Thursday, August 7, 2014

Entertainment Business Finance - Full Sail University: The Course In Review

I must admit that going into this course I was a bit of a skeptic. What in the world was this “university of artists” going to teach me about finance that I didn’t already know? I am a degreed accountant with fourteen years of experience in corporate financial reporting and business intelligence. What did they possibly know that I had not already learned? The answer is: “plenty.”

As an example, my most recent former boss taught me that my home was my greatest asset and my cheapest liability. From an accounting standpoint, that is true. He has a Master of Accountancy and is a CPA. He told me to pay down all of my other debts first, because they are at a higher interest rate than my mortgage. “Your mortgage is the cheapest debt you will ever own,” he said.

That made perfect sense to me at the time, because I don’t like to pay for the use of someone else’s money. But this course taught me to rethink my strategy, and ask a couple of simple questions:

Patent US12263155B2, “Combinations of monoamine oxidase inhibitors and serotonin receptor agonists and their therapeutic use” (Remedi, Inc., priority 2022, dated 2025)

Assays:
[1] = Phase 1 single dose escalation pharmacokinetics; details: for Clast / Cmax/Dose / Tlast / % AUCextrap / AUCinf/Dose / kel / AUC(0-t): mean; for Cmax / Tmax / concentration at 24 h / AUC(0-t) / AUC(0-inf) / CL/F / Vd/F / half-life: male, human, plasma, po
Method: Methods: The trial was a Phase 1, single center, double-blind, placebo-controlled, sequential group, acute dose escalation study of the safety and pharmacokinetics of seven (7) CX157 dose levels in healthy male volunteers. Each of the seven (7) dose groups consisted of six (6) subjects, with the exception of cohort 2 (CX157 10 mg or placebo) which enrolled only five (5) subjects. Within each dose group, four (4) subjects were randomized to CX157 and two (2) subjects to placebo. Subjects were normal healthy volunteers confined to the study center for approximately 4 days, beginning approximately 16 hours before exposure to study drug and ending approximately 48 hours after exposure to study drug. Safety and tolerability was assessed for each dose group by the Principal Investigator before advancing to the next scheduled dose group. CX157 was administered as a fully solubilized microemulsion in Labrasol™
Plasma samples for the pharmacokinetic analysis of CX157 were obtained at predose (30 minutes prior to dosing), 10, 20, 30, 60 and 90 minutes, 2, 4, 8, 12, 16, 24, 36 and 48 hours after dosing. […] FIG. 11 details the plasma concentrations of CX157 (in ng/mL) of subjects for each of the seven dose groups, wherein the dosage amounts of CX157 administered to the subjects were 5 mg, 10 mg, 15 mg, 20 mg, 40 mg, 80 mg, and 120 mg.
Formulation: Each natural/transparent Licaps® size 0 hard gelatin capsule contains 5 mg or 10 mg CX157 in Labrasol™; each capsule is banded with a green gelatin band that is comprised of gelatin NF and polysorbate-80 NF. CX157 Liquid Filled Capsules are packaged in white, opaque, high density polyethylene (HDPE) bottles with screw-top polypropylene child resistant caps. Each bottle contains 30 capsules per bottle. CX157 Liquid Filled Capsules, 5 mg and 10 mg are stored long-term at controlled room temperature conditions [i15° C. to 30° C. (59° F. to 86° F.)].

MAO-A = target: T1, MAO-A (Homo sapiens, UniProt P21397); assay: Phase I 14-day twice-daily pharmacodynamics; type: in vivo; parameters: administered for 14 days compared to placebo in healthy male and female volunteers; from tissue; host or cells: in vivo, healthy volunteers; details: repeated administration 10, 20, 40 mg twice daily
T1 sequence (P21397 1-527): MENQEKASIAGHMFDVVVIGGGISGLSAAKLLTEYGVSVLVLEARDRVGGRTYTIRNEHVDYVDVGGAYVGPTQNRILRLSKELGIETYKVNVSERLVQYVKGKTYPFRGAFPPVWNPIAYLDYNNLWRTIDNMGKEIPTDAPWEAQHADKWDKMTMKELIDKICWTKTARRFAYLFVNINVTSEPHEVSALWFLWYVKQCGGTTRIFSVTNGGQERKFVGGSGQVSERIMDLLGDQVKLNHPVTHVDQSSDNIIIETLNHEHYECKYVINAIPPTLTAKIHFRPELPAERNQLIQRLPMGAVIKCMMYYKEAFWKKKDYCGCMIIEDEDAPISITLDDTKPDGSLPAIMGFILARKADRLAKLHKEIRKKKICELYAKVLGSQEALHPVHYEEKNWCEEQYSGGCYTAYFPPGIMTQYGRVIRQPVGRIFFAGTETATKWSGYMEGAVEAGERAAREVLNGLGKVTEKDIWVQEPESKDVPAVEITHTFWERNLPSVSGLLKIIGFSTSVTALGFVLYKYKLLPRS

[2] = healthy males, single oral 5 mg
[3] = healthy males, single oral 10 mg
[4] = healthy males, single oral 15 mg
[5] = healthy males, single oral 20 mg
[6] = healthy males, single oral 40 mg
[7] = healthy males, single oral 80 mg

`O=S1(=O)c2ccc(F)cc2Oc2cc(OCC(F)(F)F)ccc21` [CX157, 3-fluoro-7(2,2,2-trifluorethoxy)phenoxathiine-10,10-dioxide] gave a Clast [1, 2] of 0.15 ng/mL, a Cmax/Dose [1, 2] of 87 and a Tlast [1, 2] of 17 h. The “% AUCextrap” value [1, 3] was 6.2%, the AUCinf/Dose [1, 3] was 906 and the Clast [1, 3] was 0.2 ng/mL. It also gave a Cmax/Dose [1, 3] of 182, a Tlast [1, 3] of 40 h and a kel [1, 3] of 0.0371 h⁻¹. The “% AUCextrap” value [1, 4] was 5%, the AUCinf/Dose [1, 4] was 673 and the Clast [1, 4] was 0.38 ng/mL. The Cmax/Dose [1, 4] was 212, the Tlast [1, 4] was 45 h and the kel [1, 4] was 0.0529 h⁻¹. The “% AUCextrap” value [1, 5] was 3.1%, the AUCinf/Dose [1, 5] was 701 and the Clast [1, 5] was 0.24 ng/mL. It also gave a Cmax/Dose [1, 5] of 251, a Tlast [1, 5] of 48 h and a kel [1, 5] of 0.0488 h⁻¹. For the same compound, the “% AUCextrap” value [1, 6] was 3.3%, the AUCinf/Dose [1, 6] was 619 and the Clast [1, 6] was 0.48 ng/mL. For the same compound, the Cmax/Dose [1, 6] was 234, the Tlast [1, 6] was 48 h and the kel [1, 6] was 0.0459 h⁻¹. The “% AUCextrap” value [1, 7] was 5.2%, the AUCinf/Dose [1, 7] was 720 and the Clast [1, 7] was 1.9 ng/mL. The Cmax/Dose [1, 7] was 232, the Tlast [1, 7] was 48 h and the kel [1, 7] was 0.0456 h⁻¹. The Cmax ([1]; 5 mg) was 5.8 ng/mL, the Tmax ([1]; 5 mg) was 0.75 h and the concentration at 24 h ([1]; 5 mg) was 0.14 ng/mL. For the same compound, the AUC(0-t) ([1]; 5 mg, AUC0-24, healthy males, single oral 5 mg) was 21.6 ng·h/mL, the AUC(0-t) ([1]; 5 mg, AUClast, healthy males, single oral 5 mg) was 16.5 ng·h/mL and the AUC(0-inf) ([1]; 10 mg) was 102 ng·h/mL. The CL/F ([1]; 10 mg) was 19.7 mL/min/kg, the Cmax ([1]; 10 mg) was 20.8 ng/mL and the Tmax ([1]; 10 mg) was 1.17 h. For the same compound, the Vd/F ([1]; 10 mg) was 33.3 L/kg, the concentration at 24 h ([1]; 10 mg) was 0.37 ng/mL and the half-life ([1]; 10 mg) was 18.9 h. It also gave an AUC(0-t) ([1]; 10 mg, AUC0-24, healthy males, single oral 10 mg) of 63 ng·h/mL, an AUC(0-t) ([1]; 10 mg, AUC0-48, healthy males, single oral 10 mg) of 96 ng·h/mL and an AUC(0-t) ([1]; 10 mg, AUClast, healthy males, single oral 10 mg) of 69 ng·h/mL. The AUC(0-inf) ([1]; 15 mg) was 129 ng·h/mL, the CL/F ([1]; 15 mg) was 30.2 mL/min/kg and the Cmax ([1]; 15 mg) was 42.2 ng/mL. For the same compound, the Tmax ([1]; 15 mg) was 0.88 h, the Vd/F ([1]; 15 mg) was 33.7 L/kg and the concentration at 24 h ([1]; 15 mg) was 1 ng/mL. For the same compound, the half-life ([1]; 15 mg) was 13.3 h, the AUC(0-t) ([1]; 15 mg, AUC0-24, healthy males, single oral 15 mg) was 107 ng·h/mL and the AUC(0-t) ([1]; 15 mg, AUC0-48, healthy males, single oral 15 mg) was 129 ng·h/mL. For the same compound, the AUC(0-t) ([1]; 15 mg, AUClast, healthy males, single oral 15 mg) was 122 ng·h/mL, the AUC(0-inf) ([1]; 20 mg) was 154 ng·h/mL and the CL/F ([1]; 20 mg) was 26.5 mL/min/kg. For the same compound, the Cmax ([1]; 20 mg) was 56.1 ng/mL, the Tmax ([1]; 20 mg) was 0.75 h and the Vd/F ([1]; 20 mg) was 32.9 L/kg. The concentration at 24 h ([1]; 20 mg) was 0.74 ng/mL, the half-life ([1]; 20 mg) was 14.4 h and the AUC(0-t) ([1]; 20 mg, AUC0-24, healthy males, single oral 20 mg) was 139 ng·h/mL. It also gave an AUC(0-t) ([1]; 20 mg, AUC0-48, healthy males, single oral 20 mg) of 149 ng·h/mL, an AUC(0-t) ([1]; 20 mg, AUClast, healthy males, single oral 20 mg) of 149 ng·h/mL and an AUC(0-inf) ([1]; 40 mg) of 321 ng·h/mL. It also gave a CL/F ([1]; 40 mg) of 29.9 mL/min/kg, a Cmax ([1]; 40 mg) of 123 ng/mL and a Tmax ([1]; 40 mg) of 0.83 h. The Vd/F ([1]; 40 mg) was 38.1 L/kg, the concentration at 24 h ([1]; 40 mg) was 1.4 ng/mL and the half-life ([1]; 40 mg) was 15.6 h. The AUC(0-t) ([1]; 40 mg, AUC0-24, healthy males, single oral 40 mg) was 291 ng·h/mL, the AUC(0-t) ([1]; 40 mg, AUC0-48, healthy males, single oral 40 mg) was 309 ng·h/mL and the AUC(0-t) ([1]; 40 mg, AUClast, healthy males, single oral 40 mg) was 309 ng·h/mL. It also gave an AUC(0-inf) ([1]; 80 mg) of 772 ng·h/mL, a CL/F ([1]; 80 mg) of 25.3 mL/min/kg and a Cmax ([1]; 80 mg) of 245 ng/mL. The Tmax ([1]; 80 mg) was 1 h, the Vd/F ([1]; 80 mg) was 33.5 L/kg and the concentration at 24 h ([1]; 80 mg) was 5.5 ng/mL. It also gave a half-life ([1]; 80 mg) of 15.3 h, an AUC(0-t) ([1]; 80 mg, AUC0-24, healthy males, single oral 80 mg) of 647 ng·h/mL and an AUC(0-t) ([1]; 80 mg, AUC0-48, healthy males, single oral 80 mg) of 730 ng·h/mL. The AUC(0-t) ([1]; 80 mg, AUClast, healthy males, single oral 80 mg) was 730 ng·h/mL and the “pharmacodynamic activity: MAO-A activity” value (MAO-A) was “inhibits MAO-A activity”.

1.     Would you rather have your credit card company or your mortgage bank upset with you? Let’s hope that neither is the case, but assume you had to choose. Your credit card company cannot make you homeless; your mortgagor can. And your credit card company does not generate gains for you. Your home usually does. So whom do you want to keep happy?
2.     Why is any asset other than my noggin considered to be my greatest asset? Getting back to the example of my incredibly smart former boss, why does he not consider his knowledge to be his greatest asset? It is, after all, his smarts that made him what he is – not his home, his stocks, or bonds, or mutual funds. It is his financial intelligence that will carry him through, even if all of those other assets are gone (Kiyosaki, 2012).

This was a fantastic course in so many ways. But my greatest take-away is this: teach your children about financial intelligence, because they are not likely to get that education in public schools or universities (ironic, huh?).

Kiyosaki, Robert (2012). Rich Dad, Poor Dad. Scottsdale, AZ. Plata Publishing.

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